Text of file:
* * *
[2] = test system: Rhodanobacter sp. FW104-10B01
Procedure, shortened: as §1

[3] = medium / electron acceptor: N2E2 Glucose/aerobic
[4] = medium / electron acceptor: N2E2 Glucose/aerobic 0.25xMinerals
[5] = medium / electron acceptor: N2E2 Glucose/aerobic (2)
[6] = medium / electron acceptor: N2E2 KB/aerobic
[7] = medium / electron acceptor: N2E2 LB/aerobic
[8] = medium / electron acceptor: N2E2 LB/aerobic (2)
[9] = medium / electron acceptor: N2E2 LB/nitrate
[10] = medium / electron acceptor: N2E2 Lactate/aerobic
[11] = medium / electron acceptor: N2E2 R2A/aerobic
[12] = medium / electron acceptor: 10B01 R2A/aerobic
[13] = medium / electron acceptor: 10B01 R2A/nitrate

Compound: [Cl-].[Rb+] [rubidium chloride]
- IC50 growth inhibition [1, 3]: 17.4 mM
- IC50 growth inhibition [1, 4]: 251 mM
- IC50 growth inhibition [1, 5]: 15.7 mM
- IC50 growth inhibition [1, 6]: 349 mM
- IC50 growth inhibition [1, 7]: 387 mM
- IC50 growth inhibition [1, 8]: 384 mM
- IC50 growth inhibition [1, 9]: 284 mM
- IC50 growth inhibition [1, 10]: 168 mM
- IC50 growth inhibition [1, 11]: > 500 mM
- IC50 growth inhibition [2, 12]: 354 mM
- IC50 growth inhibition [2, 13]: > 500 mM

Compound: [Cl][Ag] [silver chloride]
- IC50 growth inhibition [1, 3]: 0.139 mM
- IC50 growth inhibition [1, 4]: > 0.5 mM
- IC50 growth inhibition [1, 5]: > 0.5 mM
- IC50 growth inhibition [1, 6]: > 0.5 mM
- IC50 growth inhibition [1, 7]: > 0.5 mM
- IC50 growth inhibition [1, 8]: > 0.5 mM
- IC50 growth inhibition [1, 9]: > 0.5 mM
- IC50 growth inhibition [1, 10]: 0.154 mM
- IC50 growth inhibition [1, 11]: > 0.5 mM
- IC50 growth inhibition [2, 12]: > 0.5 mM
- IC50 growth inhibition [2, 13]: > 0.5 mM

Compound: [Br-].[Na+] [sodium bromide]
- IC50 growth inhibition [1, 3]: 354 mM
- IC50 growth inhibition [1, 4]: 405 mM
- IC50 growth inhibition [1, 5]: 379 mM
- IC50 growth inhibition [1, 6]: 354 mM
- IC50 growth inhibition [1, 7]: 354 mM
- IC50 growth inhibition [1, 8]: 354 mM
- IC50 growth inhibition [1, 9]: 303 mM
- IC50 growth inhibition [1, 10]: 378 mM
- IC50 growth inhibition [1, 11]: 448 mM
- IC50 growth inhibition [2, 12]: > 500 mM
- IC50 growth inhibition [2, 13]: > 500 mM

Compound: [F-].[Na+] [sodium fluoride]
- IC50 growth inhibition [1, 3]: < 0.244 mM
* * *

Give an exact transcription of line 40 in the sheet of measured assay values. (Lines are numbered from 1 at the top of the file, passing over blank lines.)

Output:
- IC50 growth inhibition [1, 4]: 405 mM